How come they didn't have a slide on Gitmo with Acts 25:16?

Turbulence: It's kind of irrelevant to your point so I'm just being pedantic, but Harvard Medical School is not on the main Harvard campus. It's about the same distance away in a different direction, but it's not "down the street" and taking the subway requires you to transfer at Park Street. There's still a bus which runs pretty regularly which goes in something close to a straight line between MIT and Harvard Medical, though.

"It's kind of irrelevant to your point..."

I understood it to *be* part of his point: If there are students willing to make the trip from MIT to HMS for something they care about, you'd think that students who cared about ROTC might be willing to make the much easier trip between Harvard Square and MIT.

Of course, Turbulence can speak for himself if he's still awake. ;)

@CharleyCarp: If they'd had a Guantanamo scripture cite, that sure wouldn't have been it!

Have seen this, CC? (Video of a Navy defense lawyer at Guantanamo expressing his disappointment at the administration's plan to revive the military commissions)

I have had it with TypePad! Not to mention these m_f_ snakes on this m_f_ plane.

Url:
http://www.youtube.com/watch?v=FNc1D_BPSl0

X1-X6 are codes for when the information can be declassified. From the national archives website:

Notwithstanding the fact that use of “X1” through “X8” markings on the “Declassify On” line for originally classified information has been prohibited since September 22, 2003, use of these markings persist. As a consequence, ambiguity as to the duration of classification is created, placing classified information at needless increased risk. The following guidance is intended to remove such ambiguity and is effective immediately.

Digging up what they meant gives you, and I apologize for the horrible formatting from the original site:
A. "X1" INTELLIGENCE SOURCE, METHOD, OR ACTIVITY, OR A CRYPTOLOGIC SYSTEM OR ACTIVITY.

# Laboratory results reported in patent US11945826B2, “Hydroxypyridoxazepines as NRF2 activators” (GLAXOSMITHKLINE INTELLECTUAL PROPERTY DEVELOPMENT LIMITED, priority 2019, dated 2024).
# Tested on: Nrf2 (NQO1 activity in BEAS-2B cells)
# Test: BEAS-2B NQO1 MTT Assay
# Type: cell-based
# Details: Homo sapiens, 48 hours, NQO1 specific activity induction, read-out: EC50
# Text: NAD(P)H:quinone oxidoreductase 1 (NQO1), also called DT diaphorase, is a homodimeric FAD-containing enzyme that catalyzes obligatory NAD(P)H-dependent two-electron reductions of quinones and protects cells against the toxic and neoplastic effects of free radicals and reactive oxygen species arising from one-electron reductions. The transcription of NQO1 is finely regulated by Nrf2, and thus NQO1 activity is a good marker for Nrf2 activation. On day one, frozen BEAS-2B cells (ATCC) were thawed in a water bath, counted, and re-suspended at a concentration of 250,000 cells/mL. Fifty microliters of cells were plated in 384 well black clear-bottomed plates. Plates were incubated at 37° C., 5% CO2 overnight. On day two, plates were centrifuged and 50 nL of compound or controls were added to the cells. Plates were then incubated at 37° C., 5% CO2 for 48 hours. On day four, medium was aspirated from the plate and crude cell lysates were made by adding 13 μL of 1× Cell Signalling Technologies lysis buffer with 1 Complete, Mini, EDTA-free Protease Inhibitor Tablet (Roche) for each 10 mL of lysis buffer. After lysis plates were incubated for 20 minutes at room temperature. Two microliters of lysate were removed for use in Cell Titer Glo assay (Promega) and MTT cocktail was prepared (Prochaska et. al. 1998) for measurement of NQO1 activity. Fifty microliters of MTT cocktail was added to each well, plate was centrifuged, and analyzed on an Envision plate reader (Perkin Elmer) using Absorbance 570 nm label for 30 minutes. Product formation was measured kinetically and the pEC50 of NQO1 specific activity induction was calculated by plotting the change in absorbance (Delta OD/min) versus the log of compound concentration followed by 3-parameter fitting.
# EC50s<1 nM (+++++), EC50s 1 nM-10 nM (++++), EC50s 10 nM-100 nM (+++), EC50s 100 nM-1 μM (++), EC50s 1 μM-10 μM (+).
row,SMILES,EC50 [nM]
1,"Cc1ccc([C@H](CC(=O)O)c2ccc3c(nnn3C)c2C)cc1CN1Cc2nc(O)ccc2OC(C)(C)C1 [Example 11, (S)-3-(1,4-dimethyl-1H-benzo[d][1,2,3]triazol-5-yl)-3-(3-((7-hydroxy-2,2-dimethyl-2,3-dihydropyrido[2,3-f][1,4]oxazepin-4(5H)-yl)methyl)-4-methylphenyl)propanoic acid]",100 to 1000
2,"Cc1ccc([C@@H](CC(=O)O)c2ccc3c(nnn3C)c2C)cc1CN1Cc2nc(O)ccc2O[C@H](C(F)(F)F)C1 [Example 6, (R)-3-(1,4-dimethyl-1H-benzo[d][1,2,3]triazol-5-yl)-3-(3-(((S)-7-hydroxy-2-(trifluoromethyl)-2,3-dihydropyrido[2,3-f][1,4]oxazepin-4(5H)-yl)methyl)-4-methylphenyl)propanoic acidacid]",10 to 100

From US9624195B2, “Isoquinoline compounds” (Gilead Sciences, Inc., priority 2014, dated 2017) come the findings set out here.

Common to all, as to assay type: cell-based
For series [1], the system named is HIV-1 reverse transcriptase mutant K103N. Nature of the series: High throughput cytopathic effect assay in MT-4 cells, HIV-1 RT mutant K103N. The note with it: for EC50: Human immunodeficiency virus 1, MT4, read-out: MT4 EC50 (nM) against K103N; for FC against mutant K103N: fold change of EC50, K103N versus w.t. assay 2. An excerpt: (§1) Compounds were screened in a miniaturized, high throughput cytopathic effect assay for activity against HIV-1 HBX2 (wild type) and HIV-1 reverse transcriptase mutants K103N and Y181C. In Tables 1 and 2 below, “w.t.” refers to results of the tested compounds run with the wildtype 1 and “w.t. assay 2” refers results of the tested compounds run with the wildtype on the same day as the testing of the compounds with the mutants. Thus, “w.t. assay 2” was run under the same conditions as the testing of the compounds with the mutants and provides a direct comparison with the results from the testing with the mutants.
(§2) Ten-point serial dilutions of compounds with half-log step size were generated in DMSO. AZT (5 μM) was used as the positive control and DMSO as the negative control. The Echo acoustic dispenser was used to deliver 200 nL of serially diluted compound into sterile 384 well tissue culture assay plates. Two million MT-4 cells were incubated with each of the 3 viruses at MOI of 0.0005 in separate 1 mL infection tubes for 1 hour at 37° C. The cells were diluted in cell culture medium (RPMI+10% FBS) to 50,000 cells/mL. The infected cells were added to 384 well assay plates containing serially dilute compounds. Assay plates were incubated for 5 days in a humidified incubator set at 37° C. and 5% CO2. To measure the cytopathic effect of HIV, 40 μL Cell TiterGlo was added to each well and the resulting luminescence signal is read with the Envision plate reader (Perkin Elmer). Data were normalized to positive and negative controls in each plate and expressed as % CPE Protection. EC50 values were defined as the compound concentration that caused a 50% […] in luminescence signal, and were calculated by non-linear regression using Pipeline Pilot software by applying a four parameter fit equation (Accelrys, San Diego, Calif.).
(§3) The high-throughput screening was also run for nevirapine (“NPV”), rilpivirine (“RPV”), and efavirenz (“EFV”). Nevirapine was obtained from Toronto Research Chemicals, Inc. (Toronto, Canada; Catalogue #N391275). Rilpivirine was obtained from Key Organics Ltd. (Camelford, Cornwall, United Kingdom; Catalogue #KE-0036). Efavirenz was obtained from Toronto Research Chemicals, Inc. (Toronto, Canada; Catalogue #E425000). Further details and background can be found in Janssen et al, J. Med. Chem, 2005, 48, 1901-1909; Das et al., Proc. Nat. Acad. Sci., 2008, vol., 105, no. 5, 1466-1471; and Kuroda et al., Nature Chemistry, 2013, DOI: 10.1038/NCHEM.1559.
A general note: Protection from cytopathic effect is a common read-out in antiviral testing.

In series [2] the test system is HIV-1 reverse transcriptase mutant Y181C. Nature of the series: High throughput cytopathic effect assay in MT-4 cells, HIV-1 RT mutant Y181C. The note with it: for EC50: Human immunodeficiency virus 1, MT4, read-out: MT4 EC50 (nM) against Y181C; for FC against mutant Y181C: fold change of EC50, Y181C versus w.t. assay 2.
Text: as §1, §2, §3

B. "X2" INFORMATION THAT WOULD ASSIST IN THE DEVELOPMENT OR USE OF WEAPONS OF MASS DESTRUCTION.
C. "X3" INFORMATION THAT WOULD IMPAIR THE DEVELOPMENT OR USE OF TECHNOLOGY WITHIN A UNITED STATES WEAPONS SYSTEM.
D. "X4" UNITED STATES MILITARY PLANS, OR NATIONAL SECURITY EMERGENCY PREPAREDNESS PLANS.
E. "X5" FOREIGN GOVERNMENT INFORMATION.
F. "X6" INFORMATION THAT WOULD DAMAGE RELATIONS BETWEEN THE UNITED STATES AND A FOREIGN GOVERNMENT, REVEAL A CONFIDENTIAL SOURCE, OR SERIOUSLY UNDERMINE DIPLOMATIC ACTIVITIES THAT ARE REASONABLY EXPECTED TO BE ONGOING.
G. "X7" INFORMATION THAT WOULD IMPAIR THE ABILITY OF RESPONSIBLE UNITED STATES GOVERNMENT OFFICIALS TO PROTECT THE PRESIDENT, VICE PRESIDENT, AND OTHER INDIVIDUALS FOR WHOM PROTECTION SERVICES, IN THE INTEREST OF NATIONAL SECURITY, ARE AUTHORIZED.
H. "X8" INFORMATION THAT WOULD VIOLATE A STATUTE, TREATY, OR INTERNATIONAL AGREEMENT.

That X8 sure is interesting. You'd think it would be sprinkled liberally around documents being forced out now and in the future from 2002-3.

I am not sure what is more offensive -- a Secretary of Defense who could care less about the separation of church and state or that Rummy played to the President's religious zealotry.

Most troubling of all is that scores of lives -- Iraqi, American, British -- have been lost in a war that was manufactured and fabricated, in its run-up and beyond.

Woody's dead-on comment at the start of this thread allows that George W. Bush's incompetence and incoherence open the door for what essentially became a bloodless modern-day coup. (Hopefully, the American public will never again select a President based on the candidate they'd rather have a beer with.)

Thanks muchly, DecidedFenceSitter!

Not a problem - I deal with this stuff day-in, day-out. And regularly curse out the people who use the X1-X8 tags still.

I'm in favor of ROTC on campuses.

I'm kind of surprised by this. Why? The armed forces seem solidly on the wrong side of non-discrimination policies at the moment, and non-discrimination policies seem to be worthwhile endeavors overall. Or at least, they certainly seem value-neutral, the kind of thing that an organization can't be faulted for choosing if that's what it wants to say about itself.

"Why? The armed forces seem solidly on the wrong side of non-discrimination policies at the moment, and non-discrimination policies seem to be worthwhile endeavors overall."

One can be fully opposed to the current anti-gay discrimination in the armed forces without being opposed to the armed forces.

If we're opposed to having ROTC because of the military's wrongful (which it is) discrimination, it follows that we could/should be equally opposed to people being recruited into the military at all, and it equally follows we should oppose having a military at all until it's reformed.

Again, unless one is a pacifist, this seems like a bad idea, and a case of letting the perfect be the enemy of, if not the good, at least the necessary.

If we're opposed to having ROTC because of the military's wrongful (which it is) discrimination, it follows that we could/should be equally opposed to people being recruited into the military at all, and it equally follows we should oppose having a military at all until it's reformed.